Local Children's Book Author, Greg R. Fishbone, says...

Archive for July, 2010|Monthly archive page

Stuffed Penguin Population Plummets, Scientists Baffled

In Penguins of Doom on July 29, 2010 at 10:51 pm

A startling report released today from the Stuffed Animal Preservation Society reveals an unexpected disappearance of penguins from the living room of local children’s author, Greg R. Fishbone. “The North American Stuffed Penguin once flocked all up and down these stairs,” Fishbone told a documentary film crew that’s been following this story. “It’s almost as if they’ve been moved aside to make room for something else…”

The penguins first arrived as gifts from fans and well-wishers around the release date of The Penguins of Doom in 2007. Over the years, the stuffed penguins adapted to an indoor environment bereft of their natural enemies, stuffed sea lions. They multiplied wildly, filling all available surfaces until this week when suddenly, they were gone, perhaps the victims of condo warming. “It has been a hot summer,” Fishbone admitted.

Scientists are at a loss to explain the sudden disappearance but warn that an open niche in the living room ecosystem will not remain empty for long. “Something new is coming,” said Fishbone. “Something bigger than a planet. Bigger than a star. Perhaps as big as a galaxy. We’ll just have to wait and see.”


Writing Blog Moves to News Format

In Metablogging on July 28, 2010 at 9:44 pm

After nine years of sporadic online journalling, local children’s author Greg R. Fishbone announced on Tuesday that his popular writing blog, Let the Games Begin, would be shifting to a faux-journalism format.

“It’s a format that projects objectivity and professionalism even when none exist,” Fishbone explained to a large roomful of eager reporters. “Otherwise ordinary remarks, filtered through an imaginary roomful of eager reporters, seem to take on more weight and importance. One might even imagine a round of enthusiastic applause where, otherwise, there’d just be the sound of a snoring cat.” This statement was immediately greeted by a round of enthusiastic applause and a subdued meow.

Blogging experts predict the format change will allow the site to stand out more among a crowded field of competitors, leading to an expected 57% increase in readership. “Especially effective in this context are the use of made-up statistics and the citation of anonymous experts,” remarked one anonymous expert.

The change goes into effect immediately, and may be made retroactive with the help of creative editing of past posts. So is the journalism format here to stay? “Anything is possible,” said Fishbone, in an exclusive interview from his helicopter-based headquarters. “I expect this format to continue into the distant future, or at least until I get bored with it and go on to something else.”

Huzzah to Spain!

In Huzzah to..., Sports on July 14, 2010 at 7:08 am

The World Cup is over and the winner is Spain!  As predicted by a psychic mollusk. Possibly because Spaniards have a higher prevalence of feline brain parasites.

Suddenly, soccer is more than just playing for hours to break a one-one tie, so it should be no wonder that these games were more widely watched in the United States than any previous World Cup.

Even John Cleese was inspired to weigh in with a comparison of Association Football to American Football. His arguments: 1) Strategy in Association Football is determined by players rather than by coaches and offensive coordinators; 2) Play in American Football is broken up more often for commercial breaks; 3) American Football is violent; 4) American footballs aren’t spherical and therefore shouldn’t be called “balls”; and 5) American Football isn’t actually played with your feet.  Valid points, perhaps, but let’s address them one by one.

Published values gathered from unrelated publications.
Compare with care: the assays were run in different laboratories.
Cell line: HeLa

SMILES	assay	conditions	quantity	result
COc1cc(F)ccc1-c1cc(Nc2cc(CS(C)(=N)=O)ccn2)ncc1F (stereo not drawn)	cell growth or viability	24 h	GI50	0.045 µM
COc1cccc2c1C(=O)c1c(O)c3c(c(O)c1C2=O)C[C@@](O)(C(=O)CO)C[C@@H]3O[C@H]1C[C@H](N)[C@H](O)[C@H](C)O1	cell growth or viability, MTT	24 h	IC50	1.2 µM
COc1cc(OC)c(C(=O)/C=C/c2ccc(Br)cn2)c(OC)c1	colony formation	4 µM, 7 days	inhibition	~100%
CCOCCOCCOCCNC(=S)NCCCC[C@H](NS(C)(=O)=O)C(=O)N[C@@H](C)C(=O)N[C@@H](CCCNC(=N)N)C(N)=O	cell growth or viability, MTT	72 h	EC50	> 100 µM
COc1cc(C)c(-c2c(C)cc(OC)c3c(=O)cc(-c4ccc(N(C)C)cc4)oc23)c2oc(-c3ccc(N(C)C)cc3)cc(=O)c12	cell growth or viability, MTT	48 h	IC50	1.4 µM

1. If the strategy you’re referring to is which direction and how hard to kick a ball, there’s no need to get an offensive coordinator involved. There’s little more to soccer, except that when I played soccer in 7th grade there were also slide tackles. Somehow, it was legal to slide into an opposing player and make them eat turf, and our strategy was to make that happen as often as possible regardless of who scored how many goals. In American football, there are passing plays, running plays, onside kicks, two-point conversions, clock management, and a variety of offensive and defensive formations. Some of these calls are made from the sidelines but so what? Advantage: American Football.

2. Commercials are not entirely evil. They can be as entertaining as the game itself, which is why so many commercial campaigns kick off during, or are exclusive to the Superbowl. Besides, if a soccer game goes for so long without built-in breaks, how do the fans refresh their snacks or use the bathroom without missing some of the action? Then again, it is kind of refreshing to see a game clock that doesn’t stop just because somebody dropped the pass or stepped out of bounds. Advantage: Association Football.

3. Violent? Heck, yeah! At least when somebody gets hit and falls down in American Football, you know it’s not a flop. Advantage: American Football.

4. Association Football and American Football (along with rugby, Australian-rules football, and other games) derive from the same ancestral game that was played in medieval Europe. The ball in question was “made of leather, fabric, or wood, a pig bladder filled with hay, or even a wooden block.” If you’re going for an authentic and historic size and shape for your football, it seems like anything goes. Soccer’s opted for a ball that rolls easily when kicked. Football’s gone for a design that can be spiral-tossed for long yardage. Advantage: Neither.

5. American Football isn’t played with your feet. True enough. Advantage: Association Football.

Result: Let’s call it a draw.